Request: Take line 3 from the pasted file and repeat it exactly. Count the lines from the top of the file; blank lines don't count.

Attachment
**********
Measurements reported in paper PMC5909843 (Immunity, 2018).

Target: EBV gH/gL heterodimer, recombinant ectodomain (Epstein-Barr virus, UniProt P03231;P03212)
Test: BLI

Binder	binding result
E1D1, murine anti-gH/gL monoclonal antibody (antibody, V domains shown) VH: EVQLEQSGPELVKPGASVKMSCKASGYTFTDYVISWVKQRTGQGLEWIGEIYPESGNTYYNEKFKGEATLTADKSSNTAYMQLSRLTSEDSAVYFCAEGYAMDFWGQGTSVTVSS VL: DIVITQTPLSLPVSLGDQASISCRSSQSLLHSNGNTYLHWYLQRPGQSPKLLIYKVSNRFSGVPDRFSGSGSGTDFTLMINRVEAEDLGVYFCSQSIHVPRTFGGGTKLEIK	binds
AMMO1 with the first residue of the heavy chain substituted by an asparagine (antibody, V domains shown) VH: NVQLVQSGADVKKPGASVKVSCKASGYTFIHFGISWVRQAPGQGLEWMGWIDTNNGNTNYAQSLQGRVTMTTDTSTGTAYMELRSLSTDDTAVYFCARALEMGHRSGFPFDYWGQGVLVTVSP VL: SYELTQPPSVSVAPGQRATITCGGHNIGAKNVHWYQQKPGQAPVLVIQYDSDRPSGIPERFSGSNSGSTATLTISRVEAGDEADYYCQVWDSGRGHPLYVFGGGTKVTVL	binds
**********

Test: BLI